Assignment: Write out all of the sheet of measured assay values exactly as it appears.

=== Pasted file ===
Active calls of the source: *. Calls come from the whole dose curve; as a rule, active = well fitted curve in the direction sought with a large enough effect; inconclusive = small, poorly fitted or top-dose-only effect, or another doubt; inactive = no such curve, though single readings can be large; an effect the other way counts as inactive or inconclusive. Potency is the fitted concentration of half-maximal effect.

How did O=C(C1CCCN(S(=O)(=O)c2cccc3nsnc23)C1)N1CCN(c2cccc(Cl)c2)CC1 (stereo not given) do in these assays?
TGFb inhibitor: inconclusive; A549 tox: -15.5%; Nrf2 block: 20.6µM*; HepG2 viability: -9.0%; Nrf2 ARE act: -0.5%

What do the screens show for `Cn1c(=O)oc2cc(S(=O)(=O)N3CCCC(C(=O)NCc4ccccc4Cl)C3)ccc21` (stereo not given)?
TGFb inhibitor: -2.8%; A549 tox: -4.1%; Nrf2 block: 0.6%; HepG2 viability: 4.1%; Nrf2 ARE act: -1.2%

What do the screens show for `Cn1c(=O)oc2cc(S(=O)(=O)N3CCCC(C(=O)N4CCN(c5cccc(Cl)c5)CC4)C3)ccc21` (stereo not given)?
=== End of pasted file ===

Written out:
Active calls of the source: *. Calls come from the whole dose curve; as a rule, active = well fitted curve in the direction sought with a large enough effect; inconclusive = small, poorly fitted or top-dose-only effect, or another doubt; inactive = no such curve, though single readings can be large; an effect the other way counts as inactive or inconclusive. Potency is the fitted concentration of half-maximal effect.

How did O=C(C1CCCN(S(=O)(=O)c2cccc3nsnc23)C1)N1CCN(c2cccc(Cl)c2)CC1 (stereo not given) do in these assays?
TGFb inhibitor: inconclusive; A549 tox: -15.5%; Nrf2 block: 20.6µM*; HepG2 viability: -9.0%; Nrf2 ARE act: -0.5%

What do the screens show for `Cn1c(=O)oc2cc(S(=O)(=O)N3CCCC(C(=O)NCc4ccccc4Cl)C3)ccc21` (stereo not given)?
TGFb inhibitor: -2.8%; A549 tox: -4.1%; Nrf2 block: 0.6%; HepG2 viability: 4.1%; Nrf2 ARE act: -1.2%

What do the screens show for `Cn1c(=O)oc2cc(S(=O)(=O)N3CCCC(C(=O)N4CCN(c5cccc(Cl)c5)CC4)C3)ccc21` (stereo not given)?